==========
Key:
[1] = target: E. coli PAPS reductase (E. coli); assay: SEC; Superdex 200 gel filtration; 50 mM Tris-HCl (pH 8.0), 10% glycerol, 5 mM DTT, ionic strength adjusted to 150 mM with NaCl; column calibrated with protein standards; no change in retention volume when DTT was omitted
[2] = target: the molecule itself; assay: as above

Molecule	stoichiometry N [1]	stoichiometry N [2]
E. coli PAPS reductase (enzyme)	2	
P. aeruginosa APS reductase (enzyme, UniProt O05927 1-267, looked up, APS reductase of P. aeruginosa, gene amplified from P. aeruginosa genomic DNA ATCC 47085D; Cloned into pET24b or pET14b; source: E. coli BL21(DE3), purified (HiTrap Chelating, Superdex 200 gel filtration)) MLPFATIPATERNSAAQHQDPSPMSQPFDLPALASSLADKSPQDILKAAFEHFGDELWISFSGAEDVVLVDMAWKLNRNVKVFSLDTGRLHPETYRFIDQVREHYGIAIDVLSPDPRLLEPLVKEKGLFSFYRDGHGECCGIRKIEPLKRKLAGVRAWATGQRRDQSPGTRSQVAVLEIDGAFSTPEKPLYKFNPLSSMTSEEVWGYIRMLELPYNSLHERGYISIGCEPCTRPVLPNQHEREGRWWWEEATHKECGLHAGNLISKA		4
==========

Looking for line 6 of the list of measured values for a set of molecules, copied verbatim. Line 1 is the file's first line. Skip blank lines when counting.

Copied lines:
P. aeruginosa APS reductase (enzyme, UniProt O05927 1-267, looked up, APS reductase of P. aeruginosa, gene amplified from P. aeruginosa genomic DNA ATCC 47085D; Cloned into pET24b or pET14b; source: E. coli BL21(DE3), purified (HiTrap Chelating, Superdex 200 gel filtration)) MLPFATIPATERNSAAQHQDPSPMSQPFDLPALASSLADKSPQDILKAAFEHFGDELWISFSGAEDVVLVDMAWKLNRNVKVFSLDTGRLHPETYRFIDQVREHYGIAIDVLSPDPRLLEPLVKEKGLFSFYRDGHGECCGIRKIEPLKRKLAGVRAWATGQRRDQSPGTRSQVAVLEIDGAFSTPEKPLYKFNPLSSMTSEEVWGYIRMLELPYNSLHERGYISIGCEPCTRPVLPNQHEREGRWWWEEATHKECGLHAGNLISKA		4